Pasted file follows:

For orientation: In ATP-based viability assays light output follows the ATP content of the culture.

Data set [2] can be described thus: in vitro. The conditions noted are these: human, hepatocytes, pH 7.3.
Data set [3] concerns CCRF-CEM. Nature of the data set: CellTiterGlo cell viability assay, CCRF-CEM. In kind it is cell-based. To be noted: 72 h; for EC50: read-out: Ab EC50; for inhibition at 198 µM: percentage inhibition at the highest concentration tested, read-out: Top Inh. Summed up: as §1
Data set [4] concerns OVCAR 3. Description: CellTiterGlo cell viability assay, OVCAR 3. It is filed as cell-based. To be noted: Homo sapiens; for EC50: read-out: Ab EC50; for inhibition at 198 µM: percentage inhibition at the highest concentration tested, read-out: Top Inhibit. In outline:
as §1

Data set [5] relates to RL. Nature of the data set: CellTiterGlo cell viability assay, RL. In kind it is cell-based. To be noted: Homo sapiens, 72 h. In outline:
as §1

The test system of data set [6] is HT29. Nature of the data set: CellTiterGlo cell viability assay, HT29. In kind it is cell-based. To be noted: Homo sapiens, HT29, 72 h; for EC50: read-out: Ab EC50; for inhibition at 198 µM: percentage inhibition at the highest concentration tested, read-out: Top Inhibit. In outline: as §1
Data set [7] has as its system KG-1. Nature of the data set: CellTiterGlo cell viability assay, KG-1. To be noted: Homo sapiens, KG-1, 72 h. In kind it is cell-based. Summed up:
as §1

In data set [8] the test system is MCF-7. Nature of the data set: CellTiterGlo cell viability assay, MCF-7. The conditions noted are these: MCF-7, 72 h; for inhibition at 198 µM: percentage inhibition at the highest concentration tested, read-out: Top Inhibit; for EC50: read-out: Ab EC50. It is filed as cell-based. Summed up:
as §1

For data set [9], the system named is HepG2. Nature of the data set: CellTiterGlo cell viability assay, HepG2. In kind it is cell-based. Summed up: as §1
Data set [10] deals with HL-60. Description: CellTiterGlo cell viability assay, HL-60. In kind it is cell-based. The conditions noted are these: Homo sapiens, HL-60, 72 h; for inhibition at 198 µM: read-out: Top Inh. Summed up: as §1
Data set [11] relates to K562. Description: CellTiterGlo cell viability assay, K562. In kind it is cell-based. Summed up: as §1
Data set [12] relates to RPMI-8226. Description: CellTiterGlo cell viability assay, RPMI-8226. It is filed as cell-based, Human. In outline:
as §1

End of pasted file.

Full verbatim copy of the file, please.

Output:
For orientation: In ATP-based viability assays light output follows the ATP content of the culture.

Data set [2] can be described thus: in vitro. The conditions noted are these: human, hepatocytes, pH 7.3.
Data set [3] concerns CCRF-CEM. Nature of the data set: CellTiterGlo cell viability assay, CCRF-CEM. In kind it is cell-based. To be noted: 72 h; for EC50: read-out: Ab EC50; for inhibition at 198 µM: percentage inhibition at the highest concentration tested, read-out: Top Inh. Summed up: as §1
Data set [4] concerns OVCAR 3. Description: CellTiterGlo cell viability assay, OVCAR 3. It is filed as cell-based. To be noted: Homo sapiens; for EC50: read-out: Ab EC50; for inhibition at 198 µM: percentage inhibition at the highest concentration tested, read-out: Top Inhibit. In outline:
as §1

Data set [5] relates to RL. Nature of the data set: CellTiterGlo cell viability assay, RL. In kind it is cell-based. To be noted: Homo sapiens, 72 h. In outline:
as §1

The test system of data set [6] is HT29. Nature of the data set: CellTiterGlo cell viability assay, HT29. In kind it is cell-based. To be noted: Homo sapiens, HT29, 72 h; for EC50: read-out: Ab EC50; for inhibition at 198 µM: percentage inhibition at the highest concentration tested, read-out: Top Inhibit. In outline: as §1
Data set [7] has as its system KG-1. Nature of the data set: CellTiterGlo cell viability assay, KG-1. To be noted: Homo sapiens, KG-1, 72 h. In kind it is cell-based. Summed up:
as §1

In data set [8] the test system is MCF-7. Nature of the data set: CellTiterGlo cell viability assay, MCF-7. The conditions noted are these: MCF-7, 72 h; for inhibition at 198 µM: percentage inhibition at the highest concentration tested, read-out: Top Inhibit; for EC50: read-out: Ab EC50. It is filed as cell-based. Summed up:
as §1

For data set [9], the system named is HepG2. Nature of the data set: CellTiterGlo cell viability assay, HepG2. In kind it is cell-based. Summed up: as §1
Data set [10] deals with HL-60. Description: CellTiterGlo cell viability assay, HL-60. In kind it is cell-based. The conditions noted are these: Homo sapiens, HL-60, 72 h; for inhibition at 198 µM: read-out: Top Inh. Summed up: as §1
Data set [11] relates to K562. Description: CellTiterGlo cell viability assay, K562. In kind it is cell-based. Summed up: as §1
Data set [12] relates to RPMI-8226. Description: CellTiterGlo cell viability assay, RPMI-8226. It is filed as cell-based, Human. In outline:
as §1